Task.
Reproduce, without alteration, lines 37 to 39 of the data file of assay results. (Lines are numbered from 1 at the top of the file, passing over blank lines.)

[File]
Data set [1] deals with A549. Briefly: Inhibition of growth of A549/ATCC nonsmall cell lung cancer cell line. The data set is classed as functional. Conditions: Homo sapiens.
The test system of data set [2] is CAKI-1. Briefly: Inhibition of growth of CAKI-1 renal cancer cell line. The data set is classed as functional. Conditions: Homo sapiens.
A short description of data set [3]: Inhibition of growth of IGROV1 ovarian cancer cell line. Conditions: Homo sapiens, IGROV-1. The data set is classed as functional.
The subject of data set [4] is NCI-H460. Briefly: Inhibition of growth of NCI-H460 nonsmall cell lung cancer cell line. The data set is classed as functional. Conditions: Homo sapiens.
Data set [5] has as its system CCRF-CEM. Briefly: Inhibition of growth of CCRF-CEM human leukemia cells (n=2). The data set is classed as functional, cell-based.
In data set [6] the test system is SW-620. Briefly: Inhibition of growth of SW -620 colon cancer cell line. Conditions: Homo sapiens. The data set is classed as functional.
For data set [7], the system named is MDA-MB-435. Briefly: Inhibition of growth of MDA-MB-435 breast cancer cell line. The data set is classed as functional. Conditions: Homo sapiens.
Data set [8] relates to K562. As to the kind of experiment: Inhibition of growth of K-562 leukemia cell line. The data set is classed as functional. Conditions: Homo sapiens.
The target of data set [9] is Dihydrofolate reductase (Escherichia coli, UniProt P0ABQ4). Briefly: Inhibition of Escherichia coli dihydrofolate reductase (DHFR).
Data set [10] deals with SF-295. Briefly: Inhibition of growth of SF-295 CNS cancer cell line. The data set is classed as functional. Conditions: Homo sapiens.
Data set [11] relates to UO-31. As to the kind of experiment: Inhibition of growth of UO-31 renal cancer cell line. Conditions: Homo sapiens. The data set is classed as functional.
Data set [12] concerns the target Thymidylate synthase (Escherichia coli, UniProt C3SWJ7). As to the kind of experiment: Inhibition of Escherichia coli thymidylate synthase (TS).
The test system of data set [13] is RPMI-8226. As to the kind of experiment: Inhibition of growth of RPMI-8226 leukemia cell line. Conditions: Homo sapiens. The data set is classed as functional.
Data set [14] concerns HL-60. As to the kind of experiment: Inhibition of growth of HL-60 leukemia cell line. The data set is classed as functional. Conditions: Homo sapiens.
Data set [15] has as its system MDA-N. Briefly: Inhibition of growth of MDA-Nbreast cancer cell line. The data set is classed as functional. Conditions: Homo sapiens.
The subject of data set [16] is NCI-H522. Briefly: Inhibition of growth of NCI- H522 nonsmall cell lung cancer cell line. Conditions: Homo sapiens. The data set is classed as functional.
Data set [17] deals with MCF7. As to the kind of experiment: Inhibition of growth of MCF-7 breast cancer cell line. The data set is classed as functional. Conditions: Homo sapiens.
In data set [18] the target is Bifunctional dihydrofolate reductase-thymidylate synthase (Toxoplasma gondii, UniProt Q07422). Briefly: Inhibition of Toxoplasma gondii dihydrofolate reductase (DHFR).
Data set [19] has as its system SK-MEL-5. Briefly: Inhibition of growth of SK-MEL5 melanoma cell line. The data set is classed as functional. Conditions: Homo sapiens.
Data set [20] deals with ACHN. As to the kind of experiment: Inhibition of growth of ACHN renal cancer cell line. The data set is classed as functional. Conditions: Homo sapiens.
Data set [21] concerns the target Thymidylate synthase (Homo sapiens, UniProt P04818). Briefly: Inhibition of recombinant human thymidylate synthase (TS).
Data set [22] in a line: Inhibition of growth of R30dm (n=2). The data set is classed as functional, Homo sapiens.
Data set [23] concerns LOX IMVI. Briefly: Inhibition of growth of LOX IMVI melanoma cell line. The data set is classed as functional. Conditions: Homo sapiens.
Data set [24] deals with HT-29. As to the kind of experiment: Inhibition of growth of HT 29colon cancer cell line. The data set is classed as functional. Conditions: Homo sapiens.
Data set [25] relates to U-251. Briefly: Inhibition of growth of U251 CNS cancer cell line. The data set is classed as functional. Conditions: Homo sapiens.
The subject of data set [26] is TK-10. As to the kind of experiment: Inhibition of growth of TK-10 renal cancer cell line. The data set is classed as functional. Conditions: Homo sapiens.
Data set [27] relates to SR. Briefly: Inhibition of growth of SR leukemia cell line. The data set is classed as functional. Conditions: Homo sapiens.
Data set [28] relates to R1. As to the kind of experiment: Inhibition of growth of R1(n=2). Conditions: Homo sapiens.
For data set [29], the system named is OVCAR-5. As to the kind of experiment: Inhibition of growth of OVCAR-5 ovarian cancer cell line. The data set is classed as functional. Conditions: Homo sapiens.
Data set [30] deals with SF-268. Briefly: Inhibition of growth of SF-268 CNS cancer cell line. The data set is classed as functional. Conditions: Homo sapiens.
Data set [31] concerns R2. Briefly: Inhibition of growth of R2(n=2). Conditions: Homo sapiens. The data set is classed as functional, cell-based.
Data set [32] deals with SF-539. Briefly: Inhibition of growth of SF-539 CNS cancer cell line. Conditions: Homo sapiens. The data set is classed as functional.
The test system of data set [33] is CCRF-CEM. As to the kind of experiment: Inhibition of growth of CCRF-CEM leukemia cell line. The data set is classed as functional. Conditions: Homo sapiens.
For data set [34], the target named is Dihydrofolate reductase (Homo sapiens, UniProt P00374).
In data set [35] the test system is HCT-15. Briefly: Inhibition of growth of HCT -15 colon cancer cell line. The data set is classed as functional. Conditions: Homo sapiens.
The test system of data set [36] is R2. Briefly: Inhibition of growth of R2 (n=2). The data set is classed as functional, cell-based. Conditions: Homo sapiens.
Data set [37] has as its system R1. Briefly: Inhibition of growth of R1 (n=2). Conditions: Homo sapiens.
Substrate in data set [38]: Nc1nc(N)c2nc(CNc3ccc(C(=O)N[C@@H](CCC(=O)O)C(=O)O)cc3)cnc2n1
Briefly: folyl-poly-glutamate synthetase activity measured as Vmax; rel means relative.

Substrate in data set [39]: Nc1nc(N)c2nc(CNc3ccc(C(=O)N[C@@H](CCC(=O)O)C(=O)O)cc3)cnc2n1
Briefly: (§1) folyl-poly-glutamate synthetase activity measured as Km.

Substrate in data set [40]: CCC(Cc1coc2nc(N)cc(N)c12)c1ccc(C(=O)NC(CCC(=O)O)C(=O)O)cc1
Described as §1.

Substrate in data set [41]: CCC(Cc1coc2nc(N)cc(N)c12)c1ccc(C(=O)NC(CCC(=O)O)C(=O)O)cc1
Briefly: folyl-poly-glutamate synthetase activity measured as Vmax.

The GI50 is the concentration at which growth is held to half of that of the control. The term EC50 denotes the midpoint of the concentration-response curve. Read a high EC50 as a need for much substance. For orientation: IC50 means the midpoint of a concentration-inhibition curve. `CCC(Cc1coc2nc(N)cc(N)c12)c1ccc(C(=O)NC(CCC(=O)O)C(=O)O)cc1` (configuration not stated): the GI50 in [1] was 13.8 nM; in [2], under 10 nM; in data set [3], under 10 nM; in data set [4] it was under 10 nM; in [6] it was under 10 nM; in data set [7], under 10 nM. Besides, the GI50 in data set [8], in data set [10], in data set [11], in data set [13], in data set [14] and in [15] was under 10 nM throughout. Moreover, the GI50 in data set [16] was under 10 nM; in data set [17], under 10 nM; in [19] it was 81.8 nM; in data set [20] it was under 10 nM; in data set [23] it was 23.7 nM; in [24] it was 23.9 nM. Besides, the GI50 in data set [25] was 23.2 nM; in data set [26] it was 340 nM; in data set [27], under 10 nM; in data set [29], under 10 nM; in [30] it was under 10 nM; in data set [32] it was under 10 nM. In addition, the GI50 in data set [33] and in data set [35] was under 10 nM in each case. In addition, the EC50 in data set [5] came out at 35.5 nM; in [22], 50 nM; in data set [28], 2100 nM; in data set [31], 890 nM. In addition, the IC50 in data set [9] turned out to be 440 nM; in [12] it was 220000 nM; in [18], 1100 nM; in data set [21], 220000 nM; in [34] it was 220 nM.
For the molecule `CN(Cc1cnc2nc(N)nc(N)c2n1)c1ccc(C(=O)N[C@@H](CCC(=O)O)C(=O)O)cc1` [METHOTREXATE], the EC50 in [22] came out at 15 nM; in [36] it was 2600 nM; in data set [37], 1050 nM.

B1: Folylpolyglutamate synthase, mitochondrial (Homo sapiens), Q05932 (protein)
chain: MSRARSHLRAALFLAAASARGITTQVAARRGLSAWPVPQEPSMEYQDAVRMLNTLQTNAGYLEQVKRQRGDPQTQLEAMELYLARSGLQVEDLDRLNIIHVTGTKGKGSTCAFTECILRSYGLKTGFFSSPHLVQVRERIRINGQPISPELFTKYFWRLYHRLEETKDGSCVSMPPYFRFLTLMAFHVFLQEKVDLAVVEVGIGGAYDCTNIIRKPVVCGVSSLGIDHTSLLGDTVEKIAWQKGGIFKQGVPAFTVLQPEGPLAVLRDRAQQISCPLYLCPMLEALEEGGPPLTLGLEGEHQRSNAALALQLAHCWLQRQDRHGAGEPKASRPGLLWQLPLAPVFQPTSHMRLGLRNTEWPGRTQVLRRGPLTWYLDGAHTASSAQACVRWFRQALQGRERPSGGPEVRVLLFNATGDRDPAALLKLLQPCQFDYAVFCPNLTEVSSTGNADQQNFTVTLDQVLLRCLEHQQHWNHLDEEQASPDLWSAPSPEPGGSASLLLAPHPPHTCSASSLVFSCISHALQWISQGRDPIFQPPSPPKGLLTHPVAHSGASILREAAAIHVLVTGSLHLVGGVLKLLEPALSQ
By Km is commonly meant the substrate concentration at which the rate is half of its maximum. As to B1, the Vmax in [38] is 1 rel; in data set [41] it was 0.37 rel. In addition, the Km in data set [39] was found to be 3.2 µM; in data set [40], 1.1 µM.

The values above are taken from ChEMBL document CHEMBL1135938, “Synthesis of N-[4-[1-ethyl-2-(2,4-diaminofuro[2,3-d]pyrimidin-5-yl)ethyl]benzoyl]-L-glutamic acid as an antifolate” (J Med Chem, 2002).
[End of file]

Data set [37] has as its system R1. Briefly: Inhibition of growth of R1 (n=2). Conditions: Homo sapiens.
Substrate in data set [38]: Nc1nc(N)c2nc(CNc3ccc(C(=O)N[C@@H](CCC(=O)O)C(=O)O)cc3)cnc2n1
Briefly: folyl-poly-glutamate synthetase activity measured as Vmax; rel means relative.